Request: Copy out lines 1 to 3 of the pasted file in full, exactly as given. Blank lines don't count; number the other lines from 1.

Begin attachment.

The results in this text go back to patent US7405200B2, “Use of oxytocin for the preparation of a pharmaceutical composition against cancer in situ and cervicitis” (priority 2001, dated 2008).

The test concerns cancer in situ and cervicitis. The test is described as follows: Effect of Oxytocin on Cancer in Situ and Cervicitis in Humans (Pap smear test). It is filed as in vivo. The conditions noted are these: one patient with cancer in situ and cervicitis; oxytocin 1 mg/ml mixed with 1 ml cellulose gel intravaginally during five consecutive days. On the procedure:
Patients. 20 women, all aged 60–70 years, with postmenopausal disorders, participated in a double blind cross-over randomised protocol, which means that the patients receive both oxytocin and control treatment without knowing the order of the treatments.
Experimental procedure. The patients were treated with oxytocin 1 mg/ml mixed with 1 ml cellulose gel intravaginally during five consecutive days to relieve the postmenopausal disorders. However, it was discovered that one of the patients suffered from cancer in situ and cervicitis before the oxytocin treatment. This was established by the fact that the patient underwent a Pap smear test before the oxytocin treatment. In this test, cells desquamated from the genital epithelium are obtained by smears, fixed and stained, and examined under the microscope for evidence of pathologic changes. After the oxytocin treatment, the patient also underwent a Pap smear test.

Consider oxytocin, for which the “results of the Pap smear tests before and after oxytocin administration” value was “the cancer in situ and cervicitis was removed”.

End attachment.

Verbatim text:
The results in this text go back to patent US7405200B2, “Use of oxytocin for the preparation of a pharmaceutical composition against cancer in situ and cervicitis” (priority 2001, dated 2008).

The test concerns cancer in situ and cervicitis. The test is described as follows: Effect of Oxytocin on Cancer in Situ and Cervicitis in Humans (Pap smear test). It is filed as in vivo. The conditions noted are these: one patient with cancer in situ and cervicitis; oxytocin 1 mg/ml mixed with 1 ml cellulose gel intravaginally during five consecutive days. On the procedure:
Patients. 20 women, all aged 60–70 years, with postmenopausal disorders, participated in a double blind cross-over randomised protocol, which means that the patients receive both oxytocin and control treatment without knowing the order of the treatments.